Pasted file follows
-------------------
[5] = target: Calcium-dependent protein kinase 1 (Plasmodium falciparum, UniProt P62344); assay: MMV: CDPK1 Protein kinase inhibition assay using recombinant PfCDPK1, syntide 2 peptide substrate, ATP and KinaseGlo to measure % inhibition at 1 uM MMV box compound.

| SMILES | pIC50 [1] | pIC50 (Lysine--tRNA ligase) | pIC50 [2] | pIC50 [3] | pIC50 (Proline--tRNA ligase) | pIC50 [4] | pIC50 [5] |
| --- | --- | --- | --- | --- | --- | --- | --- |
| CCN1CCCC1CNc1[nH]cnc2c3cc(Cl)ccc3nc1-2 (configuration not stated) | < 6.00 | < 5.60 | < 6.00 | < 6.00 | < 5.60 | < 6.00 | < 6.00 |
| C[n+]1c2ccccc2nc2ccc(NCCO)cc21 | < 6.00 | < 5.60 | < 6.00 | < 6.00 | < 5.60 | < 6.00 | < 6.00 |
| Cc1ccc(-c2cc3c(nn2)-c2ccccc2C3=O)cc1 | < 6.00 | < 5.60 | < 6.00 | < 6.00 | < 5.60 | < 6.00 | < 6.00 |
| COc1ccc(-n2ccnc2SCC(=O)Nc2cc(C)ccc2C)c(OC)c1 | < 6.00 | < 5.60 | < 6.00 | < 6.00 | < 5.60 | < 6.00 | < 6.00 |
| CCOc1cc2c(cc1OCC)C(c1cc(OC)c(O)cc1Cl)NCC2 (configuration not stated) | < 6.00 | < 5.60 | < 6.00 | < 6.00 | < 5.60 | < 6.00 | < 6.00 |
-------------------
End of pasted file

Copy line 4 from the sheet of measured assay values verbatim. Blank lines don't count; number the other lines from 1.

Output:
| CCN1CCCC1CNc1[nH]cnc2c3cc(Cl)ccc3nc1-2 (configuration not stated) | < 6.00 | < 5.60 | < 6.00 | < 6.00 | < 5.60 | < 6.00 | < 6.00 |